[dropcap]F[/dropcap]ocus on the future, the next five years, the next ten years, and beyond—that was President Obama’s aim in his latest and last State of the Union address. It was a speech full of the promise of positive change, reiterating his policies to make Americans more secure in terms of their employment and healthcare, among other safety nets, in a new technological age. “We made change work for us, always extending America’s promise outward, to the next frontier, to more people,” he said. “And because we did—because we saw opportunity where others saw only peril—we emerged stronger and better than before.”
I was heartened to hear President Obama include HIV/AIDS in his list of winnable battles to secure a brighter future for our next generation. “Right now, we’re on track to end the scourge of HIV/AIDS. That’s within our grasp….”
Over the past fifteen years, our country has seen progress in the fight against AIDS in leaps and bounds. In the highest office in our land, President George W. Bush initiated PEPFAR and lifting the ban on HIV-positive visitors to our country, which President Obama put it into effect. Obama also developed our country’s first National AIDS Strategy and successfully passed the Affordable Care Act, arguably making it easier for Americans to obtain and expand their healthcare coverage.
On the grass-roots level, advocates are still out in force and fighting for funding and to change HIV criminalization laws. Workers in public health are educating physicians about PrEP and organizing communities to break down barriers to testing and treatment. Researchers are committed to creating formulations of HIV meds that require less frequent dosing and do not tax the body quite as much. All of this is working—new HIV cases are down overall. Yet there is still work to be done—rates of infection are up among gay and bisexual African-American and Latino men and the South continues to be devastated. And too few individuals living with HIV are reaching undetectable viral loads.
We need to take Obama’s speech as a guide and continue to focus on the future. Let’s call it strategic nurturing. It’s a very maternal or paternal approach—caring about right now but also realizing that our children and others’ children will grow up one day. We need to continue to care about not only the next generation but the generation after that. We in the AIDS community are family, after all.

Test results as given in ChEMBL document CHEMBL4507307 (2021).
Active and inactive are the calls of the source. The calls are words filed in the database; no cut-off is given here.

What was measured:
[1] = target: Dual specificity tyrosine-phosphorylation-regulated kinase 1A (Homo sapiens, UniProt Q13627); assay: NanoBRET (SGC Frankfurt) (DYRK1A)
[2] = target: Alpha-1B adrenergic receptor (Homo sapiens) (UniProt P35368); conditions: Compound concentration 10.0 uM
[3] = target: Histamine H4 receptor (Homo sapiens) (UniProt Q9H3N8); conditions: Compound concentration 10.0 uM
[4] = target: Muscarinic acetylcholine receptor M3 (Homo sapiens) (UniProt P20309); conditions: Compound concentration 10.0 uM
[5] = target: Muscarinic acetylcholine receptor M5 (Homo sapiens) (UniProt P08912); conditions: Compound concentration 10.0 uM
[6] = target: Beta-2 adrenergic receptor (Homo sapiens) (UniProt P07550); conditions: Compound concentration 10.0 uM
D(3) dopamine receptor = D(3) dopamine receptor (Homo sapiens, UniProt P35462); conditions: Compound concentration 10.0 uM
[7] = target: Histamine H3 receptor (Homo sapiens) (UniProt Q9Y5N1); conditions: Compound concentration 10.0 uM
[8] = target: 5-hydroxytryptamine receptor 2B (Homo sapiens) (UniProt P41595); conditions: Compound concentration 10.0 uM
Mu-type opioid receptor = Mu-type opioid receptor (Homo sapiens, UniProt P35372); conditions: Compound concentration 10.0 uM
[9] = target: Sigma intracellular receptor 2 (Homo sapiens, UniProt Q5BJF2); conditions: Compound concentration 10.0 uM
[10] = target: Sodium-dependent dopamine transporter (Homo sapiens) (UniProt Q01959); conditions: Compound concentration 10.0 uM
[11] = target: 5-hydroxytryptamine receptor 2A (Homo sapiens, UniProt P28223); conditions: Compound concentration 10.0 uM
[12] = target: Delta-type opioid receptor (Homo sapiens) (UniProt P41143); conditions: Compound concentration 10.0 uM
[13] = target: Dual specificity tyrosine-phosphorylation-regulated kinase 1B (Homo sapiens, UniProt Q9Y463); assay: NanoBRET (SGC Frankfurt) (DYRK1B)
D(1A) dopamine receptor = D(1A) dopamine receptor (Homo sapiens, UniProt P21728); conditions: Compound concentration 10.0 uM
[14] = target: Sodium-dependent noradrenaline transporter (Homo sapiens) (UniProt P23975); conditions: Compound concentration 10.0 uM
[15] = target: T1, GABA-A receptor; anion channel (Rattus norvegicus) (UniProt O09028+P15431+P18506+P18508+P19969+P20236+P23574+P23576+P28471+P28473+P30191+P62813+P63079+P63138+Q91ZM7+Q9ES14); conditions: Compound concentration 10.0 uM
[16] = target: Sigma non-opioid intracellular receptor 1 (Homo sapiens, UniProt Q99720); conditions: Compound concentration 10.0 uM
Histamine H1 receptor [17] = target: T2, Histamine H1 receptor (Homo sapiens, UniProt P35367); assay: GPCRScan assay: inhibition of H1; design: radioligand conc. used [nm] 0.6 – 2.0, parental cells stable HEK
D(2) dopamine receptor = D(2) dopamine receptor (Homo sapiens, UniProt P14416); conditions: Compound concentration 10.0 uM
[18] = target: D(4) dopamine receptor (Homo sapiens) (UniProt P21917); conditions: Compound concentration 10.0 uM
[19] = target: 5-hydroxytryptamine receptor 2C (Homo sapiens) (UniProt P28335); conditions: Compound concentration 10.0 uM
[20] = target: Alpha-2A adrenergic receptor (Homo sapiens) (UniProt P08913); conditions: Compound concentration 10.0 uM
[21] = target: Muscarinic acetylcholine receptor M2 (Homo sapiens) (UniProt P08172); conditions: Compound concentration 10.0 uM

That’s why I love that actress and AIDS advocate Niecy Nash, who graces our cover this month, describes herself as a maternal type, not only in the roles she takes but also in the nurturance of her family, her community, and beyond. “I really am a lover of people, and I want them to be well and better. I want them to be a little better after I leave than they were before I came. So, I am a natural caregiver and in that respect I find that I am in a very comfortable place with very comfortable footing when playing Denise ‘Didi’ Ortley,” she states about the nurse she played on Getting On. It’s a sentiment that spills over into her AIDS advocacy for APLA and The DIVA Foundation. Niecy’s notion of motherhood embraces the whole world!
This issue celebrates acts of nurturance, whether it is self-care as an individual living with HIV/AIDS or the care of others impacted by the disease. As a reverend, an artist, and a longterm survivor, this month’s Gallery subject, Joyce McDonald, advocates for speaking out about traumas and how we can heal from them. Maria Mejia-Laing, this month’s guest columnist and also a longterm survivor, hopes to empower women living with HIV who are suffering from traumas shaped by abuse and intimate partner violence. Another longterm survivor featured in this issue, the Reverend Stacey Latimer, uses his experiences, knowledge, and compassion to bring his message of AIDS awareness to communities near and far.
As we mark National Black HIV/AIDS Awareness Day this month, let’s remember that old chestnut in a new way: It takes a village to raise a child. It takes a village to ensure a continuum of care.
David Waggoner is Editor in Chief and Publisher of A&U, the first national HIV/AIDS magazine in the U.S.